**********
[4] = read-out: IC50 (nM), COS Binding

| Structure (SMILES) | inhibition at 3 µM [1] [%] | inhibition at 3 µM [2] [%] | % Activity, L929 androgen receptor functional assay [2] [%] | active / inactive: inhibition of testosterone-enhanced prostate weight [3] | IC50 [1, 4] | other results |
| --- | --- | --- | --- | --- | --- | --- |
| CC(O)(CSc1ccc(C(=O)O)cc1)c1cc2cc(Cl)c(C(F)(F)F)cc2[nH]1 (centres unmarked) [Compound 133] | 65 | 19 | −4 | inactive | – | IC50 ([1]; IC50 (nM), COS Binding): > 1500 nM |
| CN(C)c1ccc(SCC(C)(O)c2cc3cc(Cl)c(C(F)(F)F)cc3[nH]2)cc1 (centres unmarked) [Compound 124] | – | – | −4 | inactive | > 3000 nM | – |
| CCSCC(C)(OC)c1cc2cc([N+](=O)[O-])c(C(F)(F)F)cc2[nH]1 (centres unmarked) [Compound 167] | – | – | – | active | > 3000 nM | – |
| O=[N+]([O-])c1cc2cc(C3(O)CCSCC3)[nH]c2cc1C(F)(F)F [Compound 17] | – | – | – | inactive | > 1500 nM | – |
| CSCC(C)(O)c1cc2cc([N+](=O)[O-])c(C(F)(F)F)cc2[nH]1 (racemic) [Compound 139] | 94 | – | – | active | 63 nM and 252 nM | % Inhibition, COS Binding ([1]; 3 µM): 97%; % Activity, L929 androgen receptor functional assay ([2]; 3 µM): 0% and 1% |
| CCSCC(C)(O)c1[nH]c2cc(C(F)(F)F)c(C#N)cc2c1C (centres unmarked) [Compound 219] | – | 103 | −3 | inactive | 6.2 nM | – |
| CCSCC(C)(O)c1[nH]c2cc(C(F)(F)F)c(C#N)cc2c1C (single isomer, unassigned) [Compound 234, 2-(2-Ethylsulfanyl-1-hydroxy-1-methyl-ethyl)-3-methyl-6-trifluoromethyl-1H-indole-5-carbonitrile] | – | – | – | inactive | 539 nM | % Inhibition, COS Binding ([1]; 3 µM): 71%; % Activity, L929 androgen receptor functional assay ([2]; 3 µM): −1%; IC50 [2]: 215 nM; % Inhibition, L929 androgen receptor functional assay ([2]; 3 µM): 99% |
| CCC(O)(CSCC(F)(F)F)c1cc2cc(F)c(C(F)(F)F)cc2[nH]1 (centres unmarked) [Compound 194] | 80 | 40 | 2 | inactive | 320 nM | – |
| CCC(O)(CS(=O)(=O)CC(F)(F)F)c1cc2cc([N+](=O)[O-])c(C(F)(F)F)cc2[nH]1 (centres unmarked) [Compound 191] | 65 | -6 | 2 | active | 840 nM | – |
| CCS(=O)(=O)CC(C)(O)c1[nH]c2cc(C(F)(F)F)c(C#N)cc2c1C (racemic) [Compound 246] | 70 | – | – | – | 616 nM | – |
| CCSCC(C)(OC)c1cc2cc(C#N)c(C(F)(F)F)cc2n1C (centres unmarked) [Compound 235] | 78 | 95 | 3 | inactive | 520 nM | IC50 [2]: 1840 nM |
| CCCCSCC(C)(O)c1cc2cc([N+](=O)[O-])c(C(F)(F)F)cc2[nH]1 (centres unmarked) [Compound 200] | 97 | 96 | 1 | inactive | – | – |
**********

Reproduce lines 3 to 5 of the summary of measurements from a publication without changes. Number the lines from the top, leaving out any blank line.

| --- | --- | --- | --- | --- | --- | --- |
| CC(O)(CSc1ccc(C(=O)O)cc1)c1cc2cc(Cl)c(C(F)(F)F)cc2[nH]1 (centres unmarked) [Compound 133] | 65 | 19 | −4 | inactive | – | IC50 ([1]; IC50 (nM), COS Binding): > 1500 nM |
| CN(C)c1ccc(SCC(C)(O)c2cc3cc(Cl)c(C(F)(F)F)cc3[nH]2)cc1 (centres unmarked) [Compound 124] | – | – | −4 | inactive | > 3000 nM | – |